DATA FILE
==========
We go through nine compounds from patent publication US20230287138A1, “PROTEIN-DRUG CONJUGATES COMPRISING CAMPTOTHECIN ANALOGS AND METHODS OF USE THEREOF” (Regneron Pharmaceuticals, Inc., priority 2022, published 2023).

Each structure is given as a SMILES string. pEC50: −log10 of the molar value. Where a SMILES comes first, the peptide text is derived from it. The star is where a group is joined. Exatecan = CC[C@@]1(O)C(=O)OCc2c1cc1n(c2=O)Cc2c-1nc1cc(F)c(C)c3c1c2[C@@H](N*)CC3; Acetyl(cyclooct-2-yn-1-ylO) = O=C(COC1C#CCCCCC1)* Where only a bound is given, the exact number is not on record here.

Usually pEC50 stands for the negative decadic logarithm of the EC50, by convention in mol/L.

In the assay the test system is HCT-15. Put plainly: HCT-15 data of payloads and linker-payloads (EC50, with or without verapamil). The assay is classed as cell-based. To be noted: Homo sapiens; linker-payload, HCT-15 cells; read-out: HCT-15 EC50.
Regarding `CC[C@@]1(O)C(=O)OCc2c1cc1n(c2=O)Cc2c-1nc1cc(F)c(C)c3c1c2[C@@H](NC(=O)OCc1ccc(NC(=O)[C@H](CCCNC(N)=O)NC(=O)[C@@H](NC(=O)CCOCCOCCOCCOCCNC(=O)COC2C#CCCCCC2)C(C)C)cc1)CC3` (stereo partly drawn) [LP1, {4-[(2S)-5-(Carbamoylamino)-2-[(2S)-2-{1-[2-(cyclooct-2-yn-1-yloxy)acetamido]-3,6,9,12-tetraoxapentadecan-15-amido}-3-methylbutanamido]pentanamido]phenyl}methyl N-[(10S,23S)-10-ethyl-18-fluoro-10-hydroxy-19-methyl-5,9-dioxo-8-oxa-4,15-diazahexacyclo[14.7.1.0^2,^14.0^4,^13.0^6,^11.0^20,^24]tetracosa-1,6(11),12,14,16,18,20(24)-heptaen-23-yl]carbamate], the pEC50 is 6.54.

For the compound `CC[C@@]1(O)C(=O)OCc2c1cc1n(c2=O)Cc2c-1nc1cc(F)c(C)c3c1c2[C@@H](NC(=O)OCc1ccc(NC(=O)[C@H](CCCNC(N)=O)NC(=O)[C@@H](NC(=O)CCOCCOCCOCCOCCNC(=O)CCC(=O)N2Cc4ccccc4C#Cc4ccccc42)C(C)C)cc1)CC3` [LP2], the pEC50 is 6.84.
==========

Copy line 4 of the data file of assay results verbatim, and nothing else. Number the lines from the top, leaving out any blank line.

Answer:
In the assay the test system is HCT-15. Put plainly: HCT-15 data of payloads and linker-payloads (EC50, with or without verapamil). The assay is classed as cell-based. To be noted: Homo sapiens; linker-payload, HCT-15 cells; read-out: HCT-15 EC50.